Reply
  4. Kristen Kipping
    Kristen Kipping says:

    What did you do to start getting out of the crisis? We are there and I have no clue where to begin. Help please!

    Reply
    • Jan New
      Jan New says:

      Cut out anything you can that you don’t have a contract with–cable tv, phones, internet—absolutely everything. Yes, it’s drastic, but I know from experience that it works.

      Reply
  5. Mrs. Potts
    Mrs. Potts says:

    So where you are now is where we were Dec. 2017 — and then a health crisis hit drastically changing income. Our savings is nearly depleted (will be gone in two months if I figure things correctly). Our credit cards remain currently paid off (never carried a balance on them for all of our 42 years together). Our house, paid off six years ago, is our only future source of income (because retirement income doesn’t cut it and hubby didn’t believe in investing). We have been hit with a septic system failure; we now have no choice but to tap into the house’s value for the repair (because you can’t even sell a house “as is” without a functioning waste disposal system). All that to say, just because you are good now, doesn’t mean life won’t throw you a curve ball and change it all.

    Reply
    • Mary Hunt
      Mary Hunt says:

      Perhaps you should get some sound advice regarding a “reverse mortgage.” What you have shared leads me to believe you may be a good candidate for this kind of relief.

      Reply
  6. tboofy
    tboofy says:

    Have you ever seen the movie “The Ultimate Gift”? Reminds me a little of your story. The grandpa arranges a bunch of scenarios for his grandson before he can inherit his money, and one of the scenarios involves him losing EVERYTHING and starting from scratch. Great movie; I show it to my financial literacy students.

    Reply
    • Kim Hunter
      Kim Hunter says:

      Thanks tboofy. I need to see this movie now. For anyone else interested, I googled the movie quickly. It’s based on a novel, same name, by Jim Stovall.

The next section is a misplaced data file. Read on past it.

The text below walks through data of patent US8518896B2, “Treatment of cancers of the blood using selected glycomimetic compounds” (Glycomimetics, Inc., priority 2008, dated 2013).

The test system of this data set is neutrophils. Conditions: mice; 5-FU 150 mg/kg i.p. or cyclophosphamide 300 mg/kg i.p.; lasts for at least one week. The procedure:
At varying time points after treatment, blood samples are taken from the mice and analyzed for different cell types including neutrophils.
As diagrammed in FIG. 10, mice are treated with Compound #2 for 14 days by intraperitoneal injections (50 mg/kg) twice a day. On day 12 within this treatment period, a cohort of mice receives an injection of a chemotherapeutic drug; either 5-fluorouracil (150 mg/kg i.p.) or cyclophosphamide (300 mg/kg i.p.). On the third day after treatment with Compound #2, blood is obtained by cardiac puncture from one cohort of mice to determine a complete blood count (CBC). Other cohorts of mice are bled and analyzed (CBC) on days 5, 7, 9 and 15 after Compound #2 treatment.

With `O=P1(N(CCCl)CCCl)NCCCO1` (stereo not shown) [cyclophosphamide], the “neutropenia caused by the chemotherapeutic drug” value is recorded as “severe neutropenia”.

Reply
    • Mary Hunt
      Mary Hunt says:

      Kay, I am so sorry for your loss. I cannot imagine the death of a child, something I have not experienced. My point is not to upstage anyone’s crises, but rather suggest that crises, even horrific tragedies, in our lives can either make us bitter or make us better. For me the worst day of my life was the catalyst that would go on to change my life forever and make it so much better.

      Reply
      • Kay Jones
        Kay Jones says:

        In no way do I fell you were upstage anything. You have reinforced making a crisis into a growing and learning experience and have passed on the lessons learned. How better to live than to keep others from the pain of your mistakes. Losing something that absolutely cannot be replaced teaches us to be acutely aware of the things that we can change and your hints are your gift to us all.

  7. Betty Thomas
    Betty Thomas says:

    I thank you everyday Mary for your crisis because it helped me to face mine and start to get out of it. Thanks for bringing dark debt into the light of day. You give the best gift anyone could ever want… HOPE!

    Reply